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Inside the Ring: Danger of China conflict grows
Question of the Day
As China steps up sovereignty claims over disputed waters in Asia, U.S. military forces face the growing risk of conflict with the Chinese military, according to a draft congressional report.
“Through its diplomatic actions and the rebalance to Asia, the United States has signaled its intent to strengthen its relationship with partners and allies in East Asia,” the forthcoming report of the U.S.-China Economic Security Review Commission states.
“However, China’s military modernization, coupled with the potential decline in U.S. power caused by sequestration, is altering the balance of power in the region and reducing the deterrent effect of the rebalance policy. The risk is therefore increasing that China’s coercive approach to its sovereignty claims will lead to greater conflict in the region.”
China is using its military forces to coerce Japan into giving up claims to the Senkaku Islands, and is also pressuring the Philippines to renounce its claims to the Spratlys in the South China Sea. Both regions are believed to harbor valuable undersea oil and gas reserves.
The report said the sovereignty disputes in the East and South China seas are not new. But it warned that “China’s growing diplomatic, economic, and military clout is changing the regional security architecture.”
“It is increasingly clear that China does not intend to resolve those disputes through multilateral negotiations or the application of international laws and adjudicative processes, but [it] will use its growing power in support of coercive tactics that pressure its neighbors to concede China’s claims,” said the report’s chapter on Asian maritime disputes.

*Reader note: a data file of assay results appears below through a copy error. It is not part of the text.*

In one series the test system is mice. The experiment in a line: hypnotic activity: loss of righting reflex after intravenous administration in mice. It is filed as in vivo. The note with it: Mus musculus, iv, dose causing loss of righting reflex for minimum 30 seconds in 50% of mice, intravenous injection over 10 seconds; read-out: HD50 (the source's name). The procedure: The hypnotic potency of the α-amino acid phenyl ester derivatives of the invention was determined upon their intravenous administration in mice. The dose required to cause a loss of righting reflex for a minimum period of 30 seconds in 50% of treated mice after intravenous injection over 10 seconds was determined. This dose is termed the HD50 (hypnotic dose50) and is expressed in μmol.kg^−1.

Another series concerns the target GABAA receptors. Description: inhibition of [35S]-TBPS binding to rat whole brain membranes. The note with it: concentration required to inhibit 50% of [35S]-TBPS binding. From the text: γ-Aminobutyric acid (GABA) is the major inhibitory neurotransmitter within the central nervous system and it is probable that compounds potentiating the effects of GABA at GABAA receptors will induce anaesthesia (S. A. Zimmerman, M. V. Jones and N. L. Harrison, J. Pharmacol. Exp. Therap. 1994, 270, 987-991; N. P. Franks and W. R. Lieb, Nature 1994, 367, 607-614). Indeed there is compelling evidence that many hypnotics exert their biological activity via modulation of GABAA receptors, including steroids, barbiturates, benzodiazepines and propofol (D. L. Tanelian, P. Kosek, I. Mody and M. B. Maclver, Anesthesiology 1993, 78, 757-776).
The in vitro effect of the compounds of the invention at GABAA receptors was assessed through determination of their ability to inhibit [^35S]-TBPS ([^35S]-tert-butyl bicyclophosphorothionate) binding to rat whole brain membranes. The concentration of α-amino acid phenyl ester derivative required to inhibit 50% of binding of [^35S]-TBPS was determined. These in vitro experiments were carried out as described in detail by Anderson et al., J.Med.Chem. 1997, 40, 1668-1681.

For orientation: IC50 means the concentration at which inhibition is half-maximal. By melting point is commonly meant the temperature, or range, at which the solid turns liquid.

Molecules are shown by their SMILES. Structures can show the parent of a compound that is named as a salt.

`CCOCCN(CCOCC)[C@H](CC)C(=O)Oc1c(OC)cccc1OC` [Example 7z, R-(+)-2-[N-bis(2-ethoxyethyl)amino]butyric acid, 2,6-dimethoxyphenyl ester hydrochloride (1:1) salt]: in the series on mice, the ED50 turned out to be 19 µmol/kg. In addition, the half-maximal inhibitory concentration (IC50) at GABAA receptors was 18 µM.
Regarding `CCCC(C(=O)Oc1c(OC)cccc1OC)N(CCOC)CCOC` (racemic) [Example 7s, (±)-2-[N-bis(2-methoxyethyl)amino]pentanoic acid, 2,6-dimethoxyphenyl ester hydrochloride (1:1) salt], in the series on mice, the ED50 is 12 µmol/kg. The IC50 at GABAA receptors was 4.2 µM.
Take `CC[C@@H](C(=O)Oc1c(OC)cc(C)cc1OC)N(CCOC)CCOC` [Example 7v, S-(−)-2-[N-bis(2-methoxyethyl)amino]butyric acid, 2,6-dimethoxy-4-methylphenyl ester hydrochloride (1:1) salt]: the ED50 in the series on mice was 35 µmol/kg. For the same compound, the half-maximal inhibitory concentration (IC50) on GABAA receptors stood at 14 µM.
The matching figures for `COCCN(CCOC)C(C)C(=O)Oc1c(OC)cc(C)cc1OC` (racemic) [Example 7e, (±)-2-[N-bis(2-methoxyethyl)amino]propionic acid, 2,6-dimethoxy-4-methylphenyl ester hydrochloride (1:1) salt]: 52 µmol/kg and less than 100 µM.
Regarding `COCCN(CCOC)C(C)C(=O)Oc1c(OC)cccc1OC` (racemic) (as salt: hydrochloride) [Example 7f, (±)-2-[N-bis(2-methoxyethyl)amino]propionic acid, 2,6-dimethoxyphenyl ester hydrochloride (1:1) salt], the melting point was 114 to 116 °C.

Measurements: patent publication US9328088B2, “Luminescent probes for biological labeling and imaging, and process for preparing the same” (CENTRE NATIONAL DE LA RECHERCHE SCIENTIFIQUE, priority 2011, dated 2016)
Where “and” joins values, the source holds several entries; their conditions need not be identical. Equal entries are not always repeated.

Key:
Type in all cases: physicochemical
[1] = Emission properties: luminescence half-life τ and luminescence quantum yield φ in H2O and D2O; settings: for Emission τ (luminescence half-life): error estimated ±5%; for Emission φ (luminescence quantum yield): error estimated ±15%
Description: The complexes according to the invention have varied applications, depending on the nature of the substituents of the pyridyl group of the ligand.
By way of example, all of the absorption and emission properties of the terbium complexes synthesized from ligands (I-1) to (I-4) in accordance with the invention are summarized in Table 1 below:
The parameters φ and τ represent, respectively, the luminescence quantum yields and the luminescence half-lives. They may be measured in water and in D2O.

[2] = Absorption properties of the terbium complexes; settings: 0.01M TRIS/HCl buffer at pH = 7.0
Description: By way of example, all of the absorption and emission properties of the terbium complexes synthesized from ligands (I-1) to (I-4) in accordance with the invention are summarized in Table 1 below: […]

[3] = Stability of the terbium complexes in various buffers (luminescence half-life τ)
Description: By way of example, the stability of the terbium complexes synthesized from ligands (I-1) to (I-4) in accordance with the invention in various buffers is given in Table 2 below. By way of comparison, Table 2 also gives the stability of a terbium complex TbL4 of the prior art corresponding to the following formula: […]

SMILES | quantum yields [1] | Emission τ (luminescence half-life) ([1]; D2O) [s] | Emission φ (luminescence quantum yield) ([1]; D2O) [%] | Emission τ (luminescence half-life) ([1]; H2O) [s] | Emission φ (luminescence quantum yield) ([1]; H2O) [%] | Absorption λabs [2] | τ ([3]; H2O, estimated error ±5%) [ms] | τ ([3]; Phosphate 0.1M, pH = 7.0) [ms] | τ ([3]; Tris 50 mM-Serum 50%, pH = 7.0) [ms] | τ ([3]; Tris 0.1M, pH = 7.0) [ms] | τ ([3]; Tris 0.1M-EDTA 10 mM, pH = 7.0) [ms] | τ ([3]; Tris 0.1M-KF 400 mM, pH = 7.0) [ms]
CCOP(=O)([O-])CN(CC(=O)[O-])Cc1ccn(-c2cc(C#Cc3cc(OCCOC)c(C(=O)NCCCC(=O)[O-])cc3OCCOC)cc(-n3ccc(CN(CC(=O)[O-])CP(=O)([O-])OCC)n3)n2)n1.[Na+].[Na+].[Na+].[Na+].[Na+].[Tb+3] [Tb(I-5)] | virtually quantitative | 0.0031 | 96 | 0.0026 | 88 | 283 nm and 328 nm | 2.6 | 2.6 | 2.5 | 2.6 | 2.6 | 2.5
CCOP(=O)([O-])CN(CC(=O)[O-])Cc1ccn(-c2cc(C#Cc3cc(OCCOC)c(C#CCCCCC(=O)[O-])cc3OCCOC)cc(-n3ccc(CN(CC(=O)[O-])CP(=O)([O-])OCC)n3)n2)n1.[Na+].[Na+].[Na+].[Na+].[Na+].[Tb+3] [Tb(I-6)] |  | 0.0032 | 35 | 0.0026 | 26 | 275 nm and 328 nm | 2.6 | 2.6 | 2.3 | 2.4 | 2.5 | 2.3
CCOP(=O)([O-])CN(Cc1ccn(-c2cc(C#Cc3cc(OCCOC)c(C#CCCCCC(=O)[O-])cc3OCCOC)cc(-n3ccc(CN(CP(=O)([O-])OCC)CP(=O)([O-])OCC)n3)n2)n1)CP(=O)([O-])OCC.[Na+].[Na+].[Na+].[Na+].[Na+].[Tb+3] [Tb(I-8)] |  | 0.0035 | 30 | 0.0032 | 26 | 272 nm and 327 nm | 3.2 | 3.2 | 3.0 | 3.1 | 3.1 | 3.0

The late draft is dated Oct. 21 and the final report is set for release Nov. 20. A copy of the draft was obtained by Inside the Ring. A commission spokesman said the final report could change slightly from the draft.
“We were pretty strong on the need to maintain a credible naval and air presence in the Asia-Pacific and to live up to the Pentagon’s shift to a 60 percent force concentration in Asia. Obviously 60 percent of 200 ships is less than 60 percent of 300, and it looks like the [People’s Liberation Army] is moving toward a 300-ship navy.”
The report said China is fueling maritime disputes domestically through “ardent popular nationalism” and by asserting its claims are “central” to national security.
Key triggers to a future conflict are the Chinese system’s weak crisis-management structure and apparent divisions between the powerful Communist Party-controlled People’s Liberation Army and government Foreign Ministry.
In January, the Chinese navy came close to triggering a naval shootout after a Chinese frigate locked its weapons radar on a Japanese ship. U.S. officials said it was the closest to a shooting incident since China began aggressive maritime actions several years ago.
The report concludes that “Beijing’s tendency to demonstrate resolve in its maritime disputes; its large and complicated political, foreign affairs, and military bureaucracy; and its inconsistent adherence to internationally accepted norms of air and maritime operations may contribute to operational miscalculations in the East and South China seas.
“Unyielding positions on sovereignty and nationalist sentiment surrounding these maritime disputes increase the risk of escalation from a miscalculation at sea to a political crisis,” it said.
To reduce the war risk, the commission will recommend that the U.S. Navy increase its presence in Asia to 60 ships by 2020 and rebalance regional home ports in Asia to 60 percent by the same year.
© Copyright 2014 The Washington Times, LLC. Click here for reprint permission.
About the Author
Bill Gertz is a national security columnist for The Washington Times and senior editor at The Washington Free Beacon (www.freebeacon.com). He has been with The Times since 1985.
He is the author of six books, four of them national best-sellers. His latest book, “The Failure Factory,” on government bureaucracy and national security, was published in September 2008.
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